The previous Congress led United Progressive Alliance(UPA) government did not allow the oil marketing companies to sell petrol and diesel at a price which was viable for them.
Instead, the government along with the upstream oil companies like ONGC and Oil India Ltd, compensated the oil marketing companies for their “under-recoveries”. This drove a huge hole into the government finances. The total oil subsidy bill during the period the Congress led UPA government ruled the country was a whopping Rs 8,30,000 crore. This along with other subsidies pushed up the government expenditure and in the process its fiscal deficit.
Once the government was borrowing more, it crowded out other borrowers as there was a lesser amount of money available for others to borrow. This pushed up interest rates. It also led to a rupee crisis between late May and August 2013, when the value of the rupee crashed against the dollar.
It had other repercussions as well. But before we get into that it’s important to repeat what Henry Hazlitt writes in
Economics in One Lesson: “We cannot hold the price of any commodity below its market level without in time bringing about…consequences. The first is to increase the demand for that commodity. Because the commodity is cheaper, people are tempted to buy, and can afford to buy, more of it.”
This is precisely what happened in India. The demand for diesel went up because for a very long period of time the government completely delinked diesel prices to international oil prices. Hence, there was a substantial difference between the price of petrol and diesel. This led to a huge market in diesel cars. Given this, rich consumers ended up consuming more than their fair share of diesel.
As Hazlitt writes in this context: “Unless a subsidized commodity is completely rationed, it is those with the most purchasing power than can buy most of it. This means that they are being subsidized more than those with less purchasing power…What is forgotten is that subsidies are paid for by someone, and that no method has been discovered by which the community gets something for nothing.” So, while the rich went around in their diesel cars, the nation ended up with a huge subsidy bill.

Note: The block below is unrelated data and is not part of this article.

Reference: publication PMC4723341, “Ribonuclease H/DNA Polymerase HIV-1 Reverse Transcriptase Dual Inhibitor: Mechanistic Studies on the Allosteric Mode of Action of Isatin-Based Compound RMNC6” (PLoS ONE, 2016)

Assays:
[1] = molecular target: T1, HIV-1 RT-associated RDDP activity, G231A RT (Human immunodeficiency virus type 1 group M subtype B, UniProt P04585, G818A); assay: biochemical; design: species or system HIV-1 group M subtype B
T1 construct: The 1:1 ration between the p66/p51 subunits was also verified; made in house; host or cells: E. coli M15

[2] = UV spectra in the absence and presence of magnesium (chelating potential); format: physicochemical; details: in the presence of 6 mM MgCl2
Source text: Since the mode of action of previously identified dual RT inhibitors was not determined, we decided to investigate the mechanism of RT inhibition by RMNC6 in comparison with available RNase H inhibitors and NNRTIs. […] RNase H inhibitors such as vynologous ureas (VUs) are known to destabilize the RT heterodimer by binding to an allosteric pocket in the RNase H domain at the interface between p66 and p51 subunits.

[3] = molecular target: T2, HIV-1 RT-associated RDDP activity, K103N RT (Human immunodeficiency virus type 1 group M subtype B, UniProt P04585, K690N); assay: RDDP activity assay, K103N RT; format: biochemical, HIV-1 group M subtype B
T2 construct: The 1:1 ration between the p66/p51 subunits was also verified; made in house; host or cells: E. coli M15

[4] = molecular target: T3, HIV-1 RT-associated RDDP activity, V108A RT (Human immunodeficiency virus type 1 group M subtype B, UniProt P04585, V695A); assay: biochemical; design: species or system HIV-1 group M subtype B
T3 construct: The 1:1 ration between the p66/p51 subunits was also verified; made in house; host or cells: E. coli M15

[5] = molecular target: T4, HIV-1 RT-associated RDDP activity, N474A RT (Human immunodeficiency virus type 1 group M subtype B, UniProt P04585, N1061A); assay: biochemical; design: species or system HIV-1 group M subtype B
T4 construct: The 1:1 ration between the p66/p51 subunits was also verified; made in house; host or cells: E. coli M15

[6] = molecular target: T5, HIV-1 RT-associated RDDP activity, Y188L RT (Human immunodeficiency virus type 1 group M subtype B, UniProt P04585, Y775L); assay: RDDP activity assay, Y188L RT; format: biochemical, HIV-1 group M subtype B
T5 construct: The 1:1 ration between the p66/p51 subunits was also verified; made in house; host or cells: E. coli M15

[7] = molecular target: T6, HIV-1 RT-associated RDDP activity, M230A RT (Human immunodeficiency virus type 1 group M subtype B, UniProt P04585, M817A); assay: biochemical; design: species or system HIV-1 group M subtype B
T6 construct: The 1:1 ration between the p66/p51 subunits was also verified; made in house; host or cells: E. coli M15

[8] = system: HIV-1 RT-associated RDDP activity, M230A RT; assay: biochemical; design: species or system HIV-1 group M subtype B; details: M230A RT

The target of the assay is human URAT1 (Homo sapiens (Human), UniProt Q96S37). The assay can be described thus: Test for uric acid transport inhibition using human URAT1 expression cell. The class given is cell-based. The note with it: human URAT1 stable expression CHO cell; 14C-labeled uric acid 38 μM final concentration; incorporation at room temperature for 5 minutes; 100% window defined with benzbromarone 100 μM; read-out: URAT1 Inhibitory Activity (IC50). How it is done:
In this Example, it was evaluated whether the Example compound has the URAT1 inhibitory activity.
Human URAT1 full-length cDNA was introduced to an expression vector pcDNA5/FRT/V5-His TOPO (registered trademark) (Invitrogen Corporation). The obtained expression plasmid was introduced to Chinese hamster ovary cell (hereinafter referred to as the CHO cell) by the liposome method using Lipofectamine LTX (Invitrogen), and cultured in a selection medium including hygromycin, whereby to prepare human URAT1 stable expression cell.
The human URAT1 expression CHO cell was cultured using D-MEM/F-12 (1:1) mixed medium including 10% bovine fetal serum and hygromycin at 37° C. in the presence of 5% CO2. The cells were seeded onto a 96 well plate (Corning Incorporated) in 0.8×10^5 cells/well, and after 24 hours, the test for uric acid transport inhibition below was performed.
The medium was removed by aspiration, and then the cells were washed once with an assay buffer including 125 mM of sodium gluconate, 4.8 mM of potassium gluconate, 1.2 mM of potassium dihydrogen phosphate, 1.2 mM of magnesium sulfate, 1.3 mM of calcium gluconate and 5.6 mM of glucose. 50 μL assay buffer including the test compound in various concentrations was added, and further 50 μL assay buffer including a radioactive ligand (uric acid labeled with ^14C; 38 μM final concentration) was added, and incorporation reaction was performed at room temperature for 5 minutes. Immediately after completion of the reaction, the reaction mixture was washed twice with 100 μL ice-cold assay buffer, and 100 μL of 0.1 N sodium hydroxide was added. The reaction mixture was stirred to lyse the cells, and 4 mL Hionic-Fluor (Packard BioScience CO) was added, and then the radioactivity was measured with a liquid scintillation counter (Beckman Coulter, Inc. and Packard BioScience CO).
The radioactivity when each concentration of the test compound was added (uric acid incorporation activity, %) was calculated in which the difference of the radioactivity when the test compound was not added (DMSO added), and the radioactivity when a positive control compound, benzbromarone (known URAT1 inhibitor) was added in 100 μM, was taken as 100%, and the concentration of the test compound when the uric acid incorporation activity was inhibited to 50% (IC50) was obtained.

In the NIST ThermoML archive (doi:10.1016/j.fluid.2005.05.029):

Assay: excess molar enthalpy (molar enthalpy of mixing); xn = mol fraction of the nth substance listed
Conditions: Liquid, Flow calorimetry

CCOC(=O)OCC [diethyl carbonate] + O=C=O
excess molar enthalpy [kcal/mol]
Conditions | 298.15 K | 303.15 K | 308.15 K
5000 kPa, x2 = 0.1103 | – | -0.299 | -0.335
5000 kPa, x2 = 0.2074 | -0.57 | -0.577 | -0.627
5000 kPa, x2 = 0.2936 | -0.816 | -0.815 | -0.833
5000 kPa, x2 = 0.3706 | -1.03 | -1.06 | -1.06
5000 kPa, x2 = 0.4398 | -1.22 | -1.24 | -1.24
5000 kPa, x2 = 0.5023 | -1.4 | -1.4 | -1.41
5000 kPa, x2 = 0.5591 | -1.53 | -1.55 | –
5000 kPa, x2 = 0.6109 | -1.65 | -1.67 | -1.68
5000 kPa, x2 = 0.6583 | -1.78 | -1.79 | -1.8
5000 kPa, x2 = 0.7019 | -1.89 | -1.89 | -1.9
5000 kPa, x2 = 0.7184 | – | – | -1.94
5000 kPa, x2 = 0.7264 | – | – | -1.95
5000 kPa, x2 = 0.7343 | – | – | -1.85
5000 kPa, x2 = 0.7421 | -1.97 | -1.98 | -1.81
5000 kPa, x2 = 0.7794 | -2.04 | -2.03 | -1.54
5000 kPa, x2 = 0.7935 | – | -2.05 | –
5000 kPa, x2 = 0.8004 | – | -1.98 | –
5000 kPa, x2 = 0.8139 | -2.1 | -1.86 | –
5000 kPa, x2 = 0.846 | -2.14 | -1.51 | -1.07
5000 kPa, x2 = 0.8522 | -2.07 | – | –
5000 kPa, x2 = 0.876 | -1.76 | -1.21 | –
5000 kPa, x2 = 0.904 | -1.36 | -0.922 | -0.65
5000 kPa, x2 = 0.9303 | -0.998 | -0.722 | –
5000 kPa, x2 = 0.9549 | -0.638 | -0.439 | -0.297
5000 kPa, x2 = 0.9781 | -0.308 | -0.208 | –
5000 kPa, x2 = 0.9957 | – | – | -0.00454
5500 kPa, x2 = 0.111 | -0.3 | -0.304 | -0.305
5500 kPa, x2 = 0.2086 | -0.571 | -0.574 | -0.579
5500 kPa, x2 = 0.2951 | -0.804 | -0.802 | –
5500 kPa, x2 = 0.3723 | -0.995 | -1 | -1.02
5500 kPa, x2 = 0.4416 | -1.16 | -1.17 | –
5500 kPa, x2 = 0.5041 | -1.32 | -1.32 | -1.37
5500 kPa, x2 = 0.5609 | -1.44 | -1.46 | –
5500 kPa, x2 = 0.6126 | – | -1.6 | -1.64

Like the Congress led UPA before it, the current BJP led National Democratic Alliance (NDA) has decided to set the price of petrol and diesel and not leave it up to the market. There will be great pressure on the government to hold back the price of petrol and diesel, once oil prices start to go up again. And that as we have seen can be disastrous for the economy. 

The article was published on www.equitymaster.com on Dec 5, 2014

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About vivekkaul
Vivek Kaul is a writer who has worked at senior positions with the Daily News and Analysis(DNA) and The Economic Times, in the past. He is the author of the Easy Money trilogy. Easy Money: The Greatest Ponzi Scheme Ever and How It Is Set to Destroy the Global Financial System , the latest book in the trilogy has just been published. The first two books in the trilogy were published in November 2013 and July 2014 respectively. Both the books were bestsellers on Amazon.com and Amazon.in. Currently he works as an economic commentator and writes regular columns for www.firstpost.com. He is also the India editor of The Daily Reckoning newsletter published by www.equitymaster.com. His writing has appeared across various other publications in India. These include The Times of India, Business Standard,Business Today, Business World, The Hindu, The Hindu Business Line, Indian Management, The Asian Age, Deccan Chronicle, Forbes India, Mutual Fund Insight, The Free Press Journal, Quartz.com, DailyO.in, Business World, Huffington Post and Wealth Insight. In the past he has also been a regular columnist for www.rediff.com. He has lectured at IIM Bangalore, IIM Indore, TA PAI Institute of Management and the Alliance University (Bangalore). He has also taught a course titled Indian Economy to the PGPMX batch of IIM Indore. His areas of interest are the intersection between politics and economics, the international financial crisis, personal finance, marketing and branding, and anything to do with cinema and music. He can be reached at vivek.kaul@gmail.com